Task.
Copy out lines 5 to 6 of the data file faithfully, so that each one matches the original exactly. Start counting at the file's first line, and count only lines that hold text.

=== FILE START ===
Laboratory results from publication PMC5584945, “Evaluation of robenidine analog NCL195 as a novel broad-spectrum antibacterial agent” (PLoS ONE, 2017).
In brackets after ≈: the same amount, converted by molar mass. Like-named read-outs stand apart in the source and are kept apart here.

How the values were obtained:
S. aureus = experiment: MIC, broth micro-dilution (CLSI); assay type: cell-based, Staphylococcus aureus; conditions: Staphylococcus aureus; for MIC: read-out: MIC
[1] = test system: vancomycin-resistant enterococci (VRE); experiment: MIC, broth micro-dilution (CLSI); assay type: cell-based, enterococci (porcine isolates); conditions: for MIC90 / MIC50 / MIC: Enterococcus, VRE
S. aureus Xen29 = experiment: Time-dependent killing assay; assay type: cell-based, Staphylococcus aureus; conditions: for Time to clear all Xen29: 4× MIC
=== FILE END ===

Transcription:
[1] = test system: vancomycin-resistant enterococci (VRE); experiment: MIC, broth micro-dilution (CLSI); assay type: cell-based, enterococci (porcine isolates); conditions: for MIC90 / MIC50 / MIC: Enterococcus, VRE
S. aureus Xen29 = experiment: Time-dependent killing assay; assay type: cell-based, Staphylococcus aureus; conditions: for Time to clear all Xen29: 4× MIC